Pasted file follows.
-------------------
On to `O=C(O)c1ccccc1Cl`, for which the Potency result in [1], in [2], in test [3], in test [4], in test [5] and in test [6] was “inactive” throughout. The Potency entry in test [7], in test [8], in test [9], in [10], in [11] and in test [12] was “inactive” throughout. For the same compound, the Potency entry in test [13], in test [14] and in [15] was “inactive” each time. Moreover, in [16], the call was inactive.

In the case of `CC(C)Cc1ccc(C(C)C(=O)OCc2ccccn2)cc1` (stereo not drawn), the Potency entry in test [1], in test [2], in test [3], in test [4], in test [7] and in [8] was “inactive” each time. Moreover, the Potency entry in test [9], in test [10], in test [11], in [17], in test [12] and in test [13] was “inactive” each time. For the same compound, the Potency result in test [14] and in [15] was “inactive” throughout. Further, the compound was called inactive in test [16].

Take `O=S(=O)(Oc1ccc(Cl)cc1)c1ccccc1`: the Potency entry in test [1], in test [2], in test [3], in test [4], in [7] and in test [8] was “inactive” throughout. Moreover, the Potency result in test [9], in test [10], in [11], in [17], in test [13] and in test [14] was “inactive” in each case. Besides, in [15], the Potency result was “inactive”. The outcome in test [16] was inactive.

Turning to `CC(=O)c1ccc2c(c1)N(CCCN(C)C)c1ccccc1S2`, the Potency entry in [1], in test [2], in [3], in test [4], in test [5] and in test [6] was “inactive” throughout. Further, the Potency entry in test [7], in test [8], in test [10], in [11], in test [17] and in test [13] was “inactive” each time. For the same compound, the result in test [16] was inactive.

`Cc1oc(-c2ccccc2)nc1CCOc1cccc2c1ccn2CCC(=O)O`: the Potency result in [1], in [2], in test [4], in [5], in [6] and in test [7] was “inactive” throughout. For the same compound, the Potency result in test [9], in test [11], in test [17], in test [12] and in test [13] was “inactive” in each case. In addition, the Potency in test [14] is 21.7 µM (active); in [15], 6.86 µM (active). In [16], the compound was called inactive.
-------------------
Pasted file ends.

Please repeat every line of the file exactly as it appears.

On to `O=C(O)c1ccccc1Cl`, for which the Potency result in [1], in [2], in test [3], in test [4], in test [5] and in test [6] was “inactive” throughout. The Potency entry in test [7], in test [8], in test [9], in [10], in [11] and in test [12] was “inactive” throughout. For the same compound, the Potency entry in test [13], in test [14] and in [15] was “inactive” each time. Moreover, in [16], the call was inactive.

In the case of `CC(C)Cc1ccc(C(C)C(=O)OCc2ccccn2)cc1` (stereo not drawn), the Potency entry in test [1], in test [2], in test [3], in test [4], in test [7] and in [8] was “inactive” each time. Moreover, the Potency entry in test [9], in test [10], in test [11], in [17], in test [12] and in test [13] was “inactive” each time. For the same compound, the Potency result in test [14] and in [15] was “inactive” throughout. Further, the compound was called inactive in test [16].

Take `O=S(=O)(Oc1ccc(Cl)cc1)c1ccccc1`: the Potency entry in test [1], in test [2], in test [3], in test [4], in [7] and in test [8] was “inactive” throughout. Moreover, the Potency result in test [9], in test [10], in [11], in [17], in test [13] and in test [14] was “inactive” in each case. Besides, in [15], the Potency result was “inactive”. The outcome in test [16] was inactive.

Turning to `CC(=O)c1ccc2c(c1)N(CCCN(C)C)c1ccccc1S2`, the Potency entry in [1], in test [2], in [3], in test [4], in test [5] and in test [6] was “inactive” throughout. Further, the Potency entry in test [7], in test [8], in test [10], in [11], in test [17] and in test [13] was “inactive” each time. For the same compound, the result in test [16] was inactive.

`Cc1oc(-c2ccccc2)nc1CCOc1cccc2c1ccn2CCC(=O)O`: the Potency result in [1], in [2], in test [4], in [5], in [6] and in test [7] was “inactive” throughout. For the same compound, the Potency result in test [9], in test [11], in test [17], in test [12] and in test [13] was “inactive” in each case. In addition, the Potency in test [14] is 21.7 µM (active); in [15], 6.86 µM (active). In [16], the compound was called inactive.